A few years ago at Baycon, I picked up a writer’s tool called “The Writer’s Tarot”. (They have since been renamed “Story Forge Cards” and after a VERY successful Kickstarter project, will be available to the public sometime this Summer.) It’s not really a tarot deck, but it uses the traditional meanings of many of the cards of the tarot to help inspire story or character development. I’m in the midst of developing some characters for a murder mystery I want to try and write, so on a whim I picked up a deck and did a “spread” that is meant to create a character’s background. I got a very interesting result.
1. The character’s Mother: Black Sheep (inverse), well thought of person suddenly becomes a black sheep and must come to terms.
2. The character’s Father: Profane, pure evil, a blight on man, god, and the universe, nothing but pain, loss and damnation.
3. The strength of their relationship: Desire.
4. The problems between them: The Moon, order prevails, even when things go poorly they behave as expected.
5. The circumstance of the character’s birth: The Angle (inverse), the universe itself becomes the opponent, rising up to prevent the goal from being reached
6. Complications if any: Epiphany (inverse), No matter how dramatically it is revealed, the truth is refused, obscured by cowardice or delusion.
7. The universe’s influence on his or her nature: Vice, even knowing it to be wrong, this person gives in to their baser nature, selfishly pursuing only the most prurient interests.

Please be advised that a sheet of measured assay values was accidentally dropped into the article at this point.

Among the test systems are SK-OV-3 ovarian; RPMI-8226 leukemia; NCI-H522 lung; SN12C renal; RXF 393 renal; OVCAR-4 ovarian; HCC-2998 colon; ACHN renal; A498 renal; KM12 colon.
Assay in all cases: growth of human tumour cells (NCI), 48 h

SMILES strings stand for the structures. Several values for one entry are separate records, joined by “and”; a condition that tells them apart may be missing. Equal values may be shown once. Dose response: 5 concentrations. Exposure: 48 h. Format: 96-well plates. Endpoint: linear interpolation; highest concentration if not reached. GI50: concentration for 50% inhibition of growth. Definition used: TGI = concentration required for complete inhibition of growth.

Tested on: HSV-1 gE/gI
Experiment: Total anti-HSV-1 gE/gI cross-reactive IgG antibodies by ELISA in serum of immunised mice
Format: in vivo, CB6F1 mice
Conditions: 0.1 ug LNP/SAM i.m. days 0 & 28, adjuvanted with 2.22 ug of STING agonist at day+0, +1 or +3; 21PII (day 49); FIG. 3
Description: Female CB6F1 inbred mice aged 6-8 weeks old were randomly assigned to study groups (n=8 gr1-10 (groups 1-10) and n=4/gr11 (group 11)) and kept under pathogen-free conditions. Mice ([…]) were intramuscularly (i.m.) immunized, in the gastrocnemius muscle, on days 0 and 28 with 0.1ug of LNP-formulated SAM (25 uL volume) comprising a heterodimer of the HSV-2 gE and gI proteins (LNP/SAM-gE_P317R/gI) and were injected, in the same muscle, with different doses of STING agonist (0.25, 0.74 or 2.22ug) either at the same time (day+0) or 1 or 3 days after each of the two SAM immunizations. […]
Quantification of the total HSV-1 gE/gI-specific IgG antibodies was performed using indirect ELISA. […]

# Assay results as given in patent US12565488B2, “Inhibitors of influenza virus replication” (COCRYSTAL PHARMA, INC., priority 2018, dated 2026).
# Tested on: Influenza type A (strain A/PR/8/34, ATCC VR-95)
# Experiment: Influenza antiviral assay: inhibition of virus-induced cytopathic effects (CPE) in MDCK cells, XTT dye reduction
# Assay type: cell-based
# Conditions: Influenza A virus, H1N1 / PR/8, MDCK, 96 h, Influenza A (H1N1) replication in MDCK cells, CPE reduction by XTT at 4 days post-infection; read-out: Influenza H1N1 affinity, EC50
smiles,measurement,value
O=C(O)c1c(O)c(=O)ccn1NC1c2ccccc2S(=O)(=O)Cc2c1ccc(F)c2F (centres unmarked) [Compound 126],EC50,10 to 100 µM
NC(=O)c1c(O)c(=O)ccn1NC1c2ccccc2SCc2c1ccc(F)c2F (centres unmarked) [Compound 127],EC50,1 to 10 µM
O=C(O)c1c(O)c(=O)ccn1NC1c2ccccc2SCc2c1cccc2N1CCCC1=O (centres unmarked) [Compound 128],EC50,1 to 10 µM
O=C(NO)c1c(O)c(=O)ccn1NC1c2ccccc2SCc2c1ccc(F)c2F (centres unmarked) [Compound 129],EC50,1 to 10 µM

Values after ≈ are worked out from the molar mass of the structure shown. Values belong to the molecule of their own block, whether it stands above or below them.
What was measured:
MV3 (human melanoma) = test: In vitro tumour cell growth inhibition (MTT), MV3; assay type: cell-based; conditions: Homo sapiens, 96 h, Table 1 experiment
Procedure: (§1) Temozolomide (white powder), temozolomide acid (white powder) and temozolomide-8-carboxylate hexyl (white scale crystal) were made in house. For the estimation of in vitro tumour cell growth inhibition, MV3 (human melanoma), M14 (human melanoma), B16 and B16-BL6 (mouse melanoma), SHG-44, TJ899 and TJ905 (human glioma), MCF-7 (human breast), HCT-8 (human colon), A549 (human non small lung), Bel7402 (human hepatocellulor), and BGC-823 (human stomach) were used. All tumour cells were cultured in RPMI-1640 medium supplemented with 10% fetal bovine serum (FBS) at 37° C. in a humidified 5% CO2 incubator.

8. Early strengths: The Assassin, whether driven by vendetta or ideology, this hunter will stop at nothing until blood has been spilled.
9. Early weaknesses: The World (Inverse), no-one can get a break; the world or its people seem to be determined to provide nothing but resistance.
10. Education: Cruelty, Someone deliberately causes physical or mental suffering; can represent an act of cruelty, the effect of such abuse, or a person with a sadistic nature
11. Belief foundation: Health, the body is strong and free from disease, can be a generally good constitution or a return to health after having been injured or sick.
12. Life experience: The Secret, the consequences of the secret being revealed would be catastrophic; it must be kept at all costs.
13. A shaping experience in recent times: Knowledge, information, the wisdom to apply it well, and the power that comes with it.
14. An experience that left scars:Queen of Mirrors (inverse), The secret admirer keeps to the shadows, either too shy to publicly admit their adoration or because the attention may be unwelcome or inappropriate.
15. The state of the character at the beginning (well, at the time of death): Time is of the utmost importance, whether it is the ticking of a bomb, the passage of hours, years, centuries, or millennia.
(Note that the text of the cards I copied here is copyright B.J. West, and I’m being an evil sneak reproducing them here. No harm is intended towards Mr. West. Go out and buy a copy of the deck when they are published!)
I had originally intended the victim to be a relatively innocent person who was killed for malicious purposes. After this “spread” I’m having fun re-imagining him as the supposed son of a mob boss, who is brought up through the school of hard knocks. Recently, however, he discovered his mother had a secret lover, and that the mob boss is not really his father. I’m not yet sure how to work a secret admirer in (maybe someone who knows the truth and was sending him secret messages?), but the time thing is a surprisingly apt thing given the gimmick I want to use to frame the story.
This spread went way dark, and may wind up totally turning the character around. I kind of like it. It’s fun to let randomness be part of the creative process!
All for fun and games, but a useful creative tool. I’ll have to give this a go with the detective character.